Gridley and Jana learn each other’s language, and head back toward her people. They develop affection for each other, but when she confronts him about his feelings, he finds he can’t admit love of a savage, no matter how desirable. Jilted, she turns away from him, but he continues to follow, his mind in turmoil, his civilized notions of a proper mate warring with his natural inclinations. Tarzan is carried off by a pterodactyl to its nest, and Tar-gash and Thoar, thinking Tarzan is doomed, go their separate ways. Tarzan, being who he is, escapes from the nest. There is a cloudburst, and Jana thinks Gridley has been killed in the flooding that follows it. Tarzan sees a lost boy being attacked by a massive cave bear, and jumps in to the rescue. Meanwhile, Gridley, who has survived the flood, spots a warrior being attacked by a stegosaurus, and also leaps in to the rescue. This creature is the weirdest of all, defying the fossil record and the laws of aerodynamics by pivoting the bony plates on its spine, and using them to glide in to attack.
Somewhere amid these somewhat random adventures, Burroughs seems to realize that he has a plot to advance, a captured David Innes to rescue, and a lovers’ quarrel to resolve. And eventually, with liberal use of coincidence and serendipity, he brings all his characters together for a fast-paced conclusion.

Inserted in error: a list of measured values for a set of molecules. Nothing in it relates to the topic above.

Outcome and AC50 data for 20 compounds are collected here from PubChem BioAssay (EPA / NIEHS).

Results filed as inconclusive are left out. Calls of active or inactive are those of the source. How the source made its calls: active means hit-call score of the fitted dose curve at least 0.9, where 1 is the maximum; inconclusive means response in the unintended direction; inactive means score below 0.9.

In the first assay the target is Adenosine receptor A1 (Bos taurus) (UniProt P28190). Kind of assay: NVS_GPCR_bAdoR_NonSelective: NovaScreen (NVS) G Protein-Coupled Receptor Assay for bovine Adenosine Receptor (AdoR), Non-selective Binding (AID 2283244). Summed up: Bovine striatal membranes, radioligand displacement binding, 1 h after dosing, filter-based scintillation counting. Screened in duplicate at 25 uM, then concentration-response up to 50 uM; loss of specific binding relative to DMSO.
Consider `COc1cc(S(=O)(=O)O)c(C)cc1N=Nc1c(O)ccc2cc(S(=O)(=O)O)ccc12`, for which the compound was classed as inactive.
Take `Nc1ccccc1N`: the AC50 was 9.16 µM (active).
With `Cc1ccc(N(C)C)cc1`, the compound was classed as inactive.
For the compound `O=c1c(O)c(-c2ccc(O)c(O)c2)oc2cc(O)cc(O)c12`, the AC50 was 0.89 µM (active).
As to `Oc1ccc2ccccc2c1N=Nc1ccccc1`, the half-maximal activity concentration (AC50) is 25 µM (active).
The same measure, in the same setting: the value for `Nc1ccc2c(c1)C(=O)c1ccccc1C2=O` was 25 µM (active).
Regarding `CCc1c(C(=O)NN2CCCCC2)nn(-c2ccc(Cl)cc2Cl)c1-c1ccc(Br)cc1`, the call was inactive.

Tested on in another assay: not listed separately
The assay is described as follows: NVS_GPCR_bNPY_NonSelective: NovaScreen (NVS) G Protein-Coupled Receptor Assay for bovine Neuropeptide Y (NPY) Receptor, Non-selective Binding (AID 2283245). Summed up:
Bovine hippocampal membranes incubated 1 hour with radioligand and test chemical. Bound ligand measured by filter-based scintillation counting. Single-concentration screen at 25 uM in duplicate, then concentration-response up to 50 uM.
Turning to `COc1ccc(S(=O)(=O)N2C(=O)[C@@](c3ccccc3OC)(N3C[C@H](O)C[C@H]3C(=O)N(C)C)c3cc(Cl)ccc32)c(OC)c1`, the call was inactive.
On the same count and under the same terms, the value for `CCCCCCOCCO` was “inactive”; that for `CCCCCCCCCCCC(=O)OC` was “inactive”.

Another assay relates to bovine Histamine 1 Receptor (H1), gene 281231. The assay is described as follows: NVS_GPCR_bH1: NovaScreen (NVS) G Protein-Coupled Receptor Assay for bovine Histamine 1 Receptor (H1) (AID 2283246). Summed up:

There is much in this book that you can poke fun at: the tortured science, the clichéd background characters, the numerous coincidences that help resolve the plot, and the contrived and episodic adventures that face the protagonists. But the main characters are sympathetic, the cliffhanger switches in viewpoint keep you guessing at what happens next, the procession of prehistoric creatures keeps your interest, and the book succeeds in keeping you engaged throughout. Burroughs might have had his flaws, and freely used the many conventions of pulp fiction of the era, but he was also a master storyteller, and Tarzan is a walking example of wish fulfillment, someone many readers might aspire to be. This book, with its fantastic setting, stands as one of his most unique adventures.
And now, as always, I open things up for comments. If you’ve read Tarzan at the Earth’s Core, I’d be interested in what you thought of the book, and comments on any other works by Burroughs would also be welcome.
Alan Brown has been a science fiction fan for over five decades, especially fiction that deals with science, military matters, exploration and adventure.